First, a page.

MONT-TREMBLANT, QUEBEC – Move over Robert Downey, Jr. There's a new iron man in town and it's none other than 2016 Monomoy graduate Garrett Sherman. No, Sherman won't be doing battle against bad guys on the big screen, but he did recently complete the Ironman Mont-Tremblant in Quebec, Canada, his first-ever iron man competition.
Fans will recall that the day before Sherman's high school graduation he took on the 100-mile Best Buddies Challenge cycling event, capping off a career as an active student athlete. It was his passion for physical activity that fueled his decision to take on the Ironman.
“I played every sport possible. I was always really active and really competitive,” said the New York University junior. “Once I got to college I was still yearning for that competitive side. Going to NYU I knew I had to focus on my academics, but I still really missed the football games and the baseball games.”
Seeking a way to continue competing, Sherman discovered triathlons.
“As a young person I kind of live by the motto 'go big or go home,'” Sherman said. “I really wanted to challenge myself and make that leap to the next level. I started doing triathlons about a year and a half ago. It started small. Most people do sprint triathlons and work their way up from there. My first triathlon ever was a half Ironman. Once you kind of get into the triathlon community, it’s something that’s always talked about. It’s a goal for a lot of people in the endurance sport world.”
But getting into that community took significant effort and training. Sherman said he started training for the Mont-Tremblant event in January, utilizing a training program he found online that was accessible through a smartphone app called TrainingPeaks, which tracked his progress across a 32-week program.
The challenges facing Sherman, along with finding a balance between training and schoolwork, were finding open water to help prepare for the swim event and maintaining his training regimen while working abroad in Vietnam at the beginning of the summer.
“I was in Vietnam for two months working at a mid-market investment banking firm called BDA Partners,” Sherman said. “I found a triathlon club through Facebook, so I was able to work out on weekends with them. It was probably the best way for me to explore Vietnam.”
Upon returning home to Harwich, Sherman took to the waters of Sand Pond for further training, with help from brother Troy or girlfriend Hannah Thacher, who kayaked along beside him as he swam. Sherman isn't lacking in dedication and kept to a strict schedule leading up to the race.
“I’ve always been into sports, and what comes with that is living a healthy lifestyle. I think when you get to college and are put out of your comfort zone it takes a lot to get into a routine,” he said. “With my triathlon training it wasn’t just an excuse to get into the gym; it was also a necessary thing. I have to do this because this is really important to me. I guess it’s similar to doing any college sport and finding a balance between academics and athletics. Even though I don’t play for a team at NYU I still am doing this at a competitive level. If I want to maintain that competitive edge I have to continue that structure.”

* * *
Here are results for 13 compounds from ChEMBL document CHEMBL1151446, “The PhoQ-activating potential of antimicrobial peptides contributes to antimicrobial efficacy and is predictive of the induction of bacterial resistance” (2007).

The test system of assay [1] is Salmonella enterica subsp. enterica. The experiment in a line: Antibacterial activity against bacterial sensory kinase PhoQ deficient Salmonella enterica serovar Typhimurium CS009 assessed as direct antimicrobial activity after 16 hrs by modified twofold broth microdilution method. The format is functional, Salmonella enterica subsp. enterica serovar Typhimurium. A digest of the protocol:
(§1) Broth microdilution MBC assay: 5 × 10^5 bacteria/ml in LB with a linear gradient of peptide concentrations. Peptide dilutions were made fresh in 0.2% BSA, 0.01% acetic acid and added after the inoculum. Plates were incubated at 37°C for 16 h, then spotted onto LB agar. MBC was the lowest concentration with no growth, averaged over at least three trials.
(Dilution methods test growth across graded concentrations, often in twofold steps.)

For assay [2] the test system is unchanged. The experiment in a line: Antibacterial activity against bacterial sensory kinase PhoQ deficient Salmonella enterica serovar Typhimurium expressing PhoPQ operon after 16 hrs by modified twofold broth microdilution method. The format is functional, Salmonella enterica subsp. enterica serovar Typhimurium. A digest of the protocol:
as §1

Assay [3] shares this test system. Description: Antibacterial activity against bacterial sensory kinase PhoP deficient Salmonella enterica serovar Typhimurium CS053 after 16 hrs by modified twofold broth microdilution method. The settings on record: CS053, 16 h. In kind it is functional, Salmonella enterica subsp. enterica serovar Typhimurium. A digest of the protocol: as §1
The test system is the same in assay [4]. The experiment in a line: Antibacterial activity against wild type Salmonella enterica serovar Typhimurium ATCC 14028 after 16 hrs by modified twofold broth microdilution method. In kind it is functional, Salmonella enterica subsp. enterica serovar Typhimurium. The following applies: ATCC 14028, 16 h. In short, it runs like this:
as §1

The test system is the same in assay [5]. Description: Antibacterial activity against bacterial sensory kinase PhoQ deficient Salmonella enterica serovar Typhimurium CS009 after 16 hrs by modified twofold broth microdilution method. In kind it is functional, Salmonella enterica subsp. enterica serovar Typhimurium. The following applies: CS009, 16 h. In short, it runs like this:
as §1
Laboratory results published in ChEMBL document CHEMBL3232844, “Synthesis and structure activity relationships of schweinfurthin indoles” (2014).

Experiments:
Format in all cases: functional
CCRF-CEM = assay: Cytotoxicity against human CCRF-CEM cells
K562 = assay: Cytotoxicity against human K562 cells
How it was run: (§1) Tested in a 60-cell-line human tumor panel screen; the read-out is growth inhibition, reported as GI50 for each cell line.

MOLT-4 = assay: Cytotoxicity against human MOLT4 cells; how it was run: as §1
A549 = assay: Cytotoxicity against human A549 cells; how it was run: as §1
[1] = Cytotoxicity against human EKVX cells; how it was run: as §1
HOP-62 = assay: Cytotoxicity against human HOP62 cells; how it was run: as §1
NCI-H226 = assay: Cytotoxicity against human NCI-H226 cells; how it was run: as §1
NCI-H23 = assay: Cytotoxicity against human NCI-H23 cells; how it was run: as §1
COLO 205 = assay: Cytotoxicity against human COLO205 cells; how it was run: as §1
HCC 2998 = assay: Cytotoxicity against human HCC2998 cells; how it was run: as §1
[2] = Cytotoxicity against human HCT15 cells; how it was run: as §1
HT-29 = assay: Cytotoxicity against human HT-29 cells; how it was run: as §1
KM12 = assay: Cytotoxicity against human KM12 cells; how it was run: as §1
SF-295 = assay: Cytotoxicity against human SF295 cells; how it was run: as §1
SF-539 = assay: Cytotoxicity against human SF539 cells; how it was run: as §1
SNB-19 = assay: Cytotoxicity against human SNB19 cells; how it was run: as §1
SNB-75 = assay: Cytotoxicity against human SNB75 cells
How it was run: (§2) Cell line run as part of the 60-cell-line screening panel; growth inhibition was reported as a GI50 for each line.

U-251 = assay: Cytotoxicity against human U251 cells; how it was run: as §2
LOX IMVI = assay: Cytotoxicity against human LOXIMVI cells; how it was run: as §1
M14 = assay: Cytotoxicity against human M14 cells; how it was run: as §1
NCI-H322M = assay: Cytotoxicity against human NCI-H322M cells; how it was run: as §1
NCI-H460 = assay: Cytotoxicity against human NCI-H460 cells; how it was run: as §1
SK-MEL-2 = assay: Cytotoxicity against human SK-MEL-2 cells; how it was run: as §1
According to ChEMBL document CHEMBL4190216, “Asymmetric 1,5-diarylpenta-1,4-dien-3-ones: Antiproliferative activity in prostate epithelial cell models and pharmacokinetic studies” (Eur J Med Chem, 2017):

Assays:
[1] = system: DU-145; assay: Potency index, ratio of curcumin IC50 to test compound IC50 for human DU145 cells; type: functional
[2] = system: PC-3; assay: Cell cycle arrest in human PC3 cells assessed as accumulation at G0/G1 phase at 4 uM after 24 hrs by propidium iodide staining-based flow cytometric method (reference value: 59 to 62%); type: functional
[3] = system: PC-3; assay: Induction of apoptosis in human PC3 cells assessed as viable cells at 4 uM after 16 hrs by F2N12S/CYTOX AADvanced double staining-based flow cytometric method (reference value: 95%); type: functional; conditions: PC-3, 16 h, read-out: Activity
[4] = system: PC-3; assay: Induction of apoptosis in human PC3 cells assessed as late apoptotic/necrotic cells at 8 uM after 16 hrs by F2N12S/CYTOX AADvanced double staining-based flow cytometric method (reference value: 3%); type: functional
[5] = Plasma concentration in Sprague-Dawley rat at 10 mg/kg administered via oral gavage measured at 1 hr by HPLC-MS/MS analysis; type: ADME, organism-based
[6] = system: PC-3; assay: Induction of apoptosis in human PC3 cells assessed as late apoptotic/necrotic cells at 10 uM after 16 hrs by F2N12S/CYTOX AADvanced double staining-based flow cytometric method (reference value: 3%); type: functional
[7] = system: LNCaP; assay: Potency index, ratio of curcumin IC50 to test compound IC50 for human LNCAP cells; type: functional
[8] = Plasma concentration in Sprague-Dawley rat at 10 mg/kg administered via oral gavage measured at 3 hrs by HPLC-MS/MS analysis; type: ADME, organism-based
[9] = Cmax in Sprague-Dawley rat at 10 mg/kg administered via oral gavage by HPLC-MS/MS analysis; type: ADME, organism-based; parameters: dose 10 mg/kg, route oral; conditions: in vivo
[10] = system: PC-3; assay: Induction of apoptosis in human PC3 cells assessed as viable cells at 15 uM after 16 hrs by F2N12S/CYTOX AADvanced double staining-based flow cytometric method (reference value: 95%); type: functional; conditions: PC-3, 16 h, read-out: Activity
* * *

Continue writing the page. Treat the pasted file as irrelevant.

The Mont-Tremblant event fit perfectly into his requirements for a summer competition within a reasonable traveling distance.
“The date was the most important thing, and the location was also really important,” Sherman said. “The Ironman organization is a global organization. They have [the races] all over the world. Fortunately, it was just kind of the right time and right place for me to do it this summer.”
So, after an 8.5-hour drive far north of Cape Cod, Sherman embarked on one heck of an adventure, completing the swim portion of the race in 1:26:33, the cycling in 6:36:44 (a total of 179.7 kilometers), and the 41K run in 4:55:08, crossing the finish line at 13:16:33. Cheering him on were his parents, Lisa and Glenn Sherman, as well as his brother, Thacher, and his grandmother Gayle Horne.
“I had all the support in the world,” Sherman said.
Now that Sherman has his first official Ironman behind him, one might think he'd be OK retiring his running shoes, but Sherman is looking to better his performance next year and will be running the New York Marathon in November.
“Someone said on Facebook that I could never do [an Ironman] again, but I’d still have this one. It’s a really motivating thing and something that I’m really proud of,” he said.
“I have a goal in mind to do much, much better at the Ironman next year. I know if that’s going to happen it’s going to take a lot more focus and a lot more regimented training to put myself where I want to be. I hope that it’s only up from here and that I can really make something more out of it than just finishing the race.”